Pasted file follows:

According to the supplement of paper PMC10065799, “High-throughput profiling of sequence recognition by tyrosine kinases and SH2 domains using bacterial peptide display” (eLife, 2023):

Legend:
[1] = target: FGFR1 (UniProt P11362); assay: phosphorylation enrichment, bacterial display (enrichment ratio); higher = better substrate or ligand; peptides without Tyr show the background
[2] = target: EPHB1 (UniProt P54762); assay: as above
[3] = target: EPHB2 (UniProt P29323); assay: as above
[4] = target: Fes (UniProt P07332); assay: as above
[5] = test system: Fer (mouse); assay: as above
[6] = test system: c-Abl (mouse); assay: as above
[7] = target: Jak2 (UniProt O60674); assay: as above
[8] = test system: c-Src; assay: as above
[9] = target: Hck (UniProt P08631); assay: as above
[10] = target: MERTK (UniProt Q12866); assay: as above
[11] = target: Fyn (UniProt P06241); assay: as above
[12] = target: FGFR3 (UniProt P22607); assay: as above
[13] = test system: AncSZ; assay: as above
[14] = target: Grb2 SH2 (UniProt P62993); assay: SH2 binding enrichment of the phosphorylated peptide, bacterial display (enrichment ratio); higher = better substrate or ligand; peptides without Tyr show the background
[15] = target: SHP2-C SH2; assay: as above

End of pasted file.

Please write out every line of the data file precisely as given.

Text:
According to the supplement of paper PMC10065799, “High-throughput profiling of sequence recognition by tyrosine kinases and SH2 domains using bacterial peptide display” (eLife, 2023):

Legend:
[1] = target: FGFR1 (UniProt P11362); assay: phosphorylation enrichment, bacterial display (enrichment ratio); higher = better substrate or ligand; peptides without Tyr show the background
[2] = target: EPHB1 (UniProt P54762); assay: as above
[3] = target: EPHB2 (UniProt P29323); assay: as above
[4] = target: Fes (UniProt P07332); assay: as above
[5] = test system: Fer (mouse); assay: as above
[6] = test system: c-Abl (mouse); assay: as above
[7] = target: Jak2 (UniProt O60674); assay: as above
[8] = test system: c-Src; assay: as above
[9] = target: Hck (UniProt P08631); assay: as above
[10] = target: MERTK (UniProt Q12866); assay: as above
[11] = target: Fyn (UniProt P06241); assay: as above
[12] = target: FGFR3 (UniProt P22607); assay: as above
[13] = test system: AncSZ; assay: as above
[14] = target: Grb2 SH2 (UniProt P62993); assay: SH2 binding enrichment of the phosphorylated peptide, bacterial display (enrichment ratio); higher = better substrate or ligand; peptides without Tyr show the background
[15] = target: SHP2-C SH2; assay: as above